# Monty Hall Problem with Maple 17

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Let’s say you wanted to solve once and for all the Monty Hall Problem:

Suppose you’re on a game show, and you’re given the choice of three doors:

Behind one door is a car; behind the others, goats. You pick a door, say No. 1,

and the host, who knows what’s behind the doors, opens another door, say No.

3, which has a goat. He then says to you, Do you want to pick door No. 2?” Is

it to your advantage to switch your choice?

This problem has been debated for years. If you look it up on the web, you can find various

explanations of why it is better to switch your choice. The proof by using probability is not

obvious, so we will use our method of random number simulations to explore the following

questions:

The fi rst part of your fi nal project is to provide evidence of why you should switch

your choice in the three door game by using random number simulations.

The second part of project is to perform a similar experiment using a total of four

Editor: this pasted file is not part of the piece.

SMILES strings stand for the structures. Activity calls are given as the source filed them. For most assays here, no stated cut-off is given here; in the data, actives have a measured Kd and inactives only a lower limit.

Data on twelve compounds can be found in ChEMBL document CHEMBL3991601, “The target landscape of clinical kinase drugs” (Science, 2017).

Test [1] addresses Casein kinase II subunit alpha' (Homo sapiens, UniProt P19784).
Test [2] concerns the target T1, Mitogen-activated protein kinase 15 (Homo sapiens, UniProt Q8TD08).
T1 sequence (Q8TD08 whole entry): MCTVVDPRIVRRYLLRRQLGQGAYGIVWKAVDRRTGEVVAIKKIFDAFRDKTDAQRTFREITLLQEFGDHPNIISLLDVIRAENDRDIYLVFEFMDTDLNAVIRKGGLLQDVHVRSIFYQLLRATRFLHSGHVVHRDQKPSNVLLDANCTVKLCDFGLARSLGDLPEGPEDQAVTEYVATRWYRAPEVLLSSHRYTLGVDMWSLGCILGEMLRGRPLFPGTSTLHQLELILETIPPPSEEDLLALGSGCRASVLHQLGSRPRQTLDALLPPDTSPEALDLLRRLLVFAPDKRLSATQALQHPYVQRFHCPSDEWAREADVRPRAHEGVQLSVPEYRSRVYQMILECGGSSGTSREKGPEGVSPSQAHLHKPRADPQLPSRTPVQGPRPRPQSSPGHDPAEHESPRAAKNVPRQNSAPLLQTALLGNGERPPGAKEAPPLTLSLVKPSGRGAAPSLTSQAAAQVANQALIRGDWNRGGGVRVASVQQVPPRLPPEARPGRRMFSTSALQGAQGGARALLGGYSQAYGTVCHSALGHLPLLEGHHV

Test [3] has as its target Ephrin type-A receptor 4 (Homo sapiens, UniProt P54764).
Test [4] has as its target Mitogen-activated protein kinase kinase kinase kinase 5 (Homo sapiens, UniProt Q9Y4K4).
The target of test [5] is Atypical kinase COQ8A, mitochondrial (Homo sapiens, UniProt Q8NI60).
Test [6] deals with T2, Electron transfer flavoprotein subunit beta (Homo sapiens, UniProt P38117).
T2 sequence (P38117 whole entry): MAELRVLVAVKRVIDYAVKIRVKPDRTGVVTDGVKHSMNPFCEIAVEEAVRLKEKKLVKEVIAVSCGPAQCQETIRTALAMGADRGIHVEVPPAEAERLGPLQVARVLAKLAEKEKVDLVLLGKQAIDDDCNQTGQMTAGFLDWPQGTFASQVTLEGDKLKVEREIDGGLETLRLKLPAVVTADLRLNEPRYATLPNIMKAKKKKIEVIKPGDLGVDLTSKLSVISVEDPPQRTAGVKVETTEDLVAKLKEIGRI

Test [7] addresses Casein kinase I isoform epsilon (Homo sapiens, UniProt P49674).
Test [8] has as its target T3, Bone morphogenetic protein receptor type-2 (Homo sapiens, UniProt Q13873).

doors. (Only one has a car. The rest have goats.) In this case, there are two rounds

of opening a door (showing a goat) and each time you have the opportunity to switch

your choice. By simulation, can you determine the “most winning” strategy? It can

be a combination of switching or not switching in those two steps.

Can you extend your result to games with more doors? Do you think there is a pattern

as you add more doors?

A complete report would have the following outline:

Three Door Problem

{ Describe the problem. Look up an explanation of the (theoretical) probability of

winning for each choice and describe the reasoning in your own words.

{ Set up an experiment (simulation) for this game. Provide a copy of the code in

the Appendix.

{ Approximate the number of wins per total games for the switching strategy. Make

sure to report the number of simulations you used and repeat the experiment to

verify the results. Does this match the probability you predicted above?

{ Approximate the number of wins per total games for the NOT switching strategy.

Does this match the probability you predicted above?

{ Summarize your results and how they support your winning strategy.

Four Door Problem

{ Describe the problem and the possible switching strategies in your own words.

{ Set up an experiment (simulation) for this game. Provide a copy of the code in

the Appendix.

{ Approximate the number of wins per total games for each switching strategy.

Make sure to report the number of simulations you used and repeat the experiment

to verify the results.

{ From your data, conclude which is the best strategy. Can you explain why this

is true?

{ Can you extend your winning strategy to more doors? Why does it make sense?

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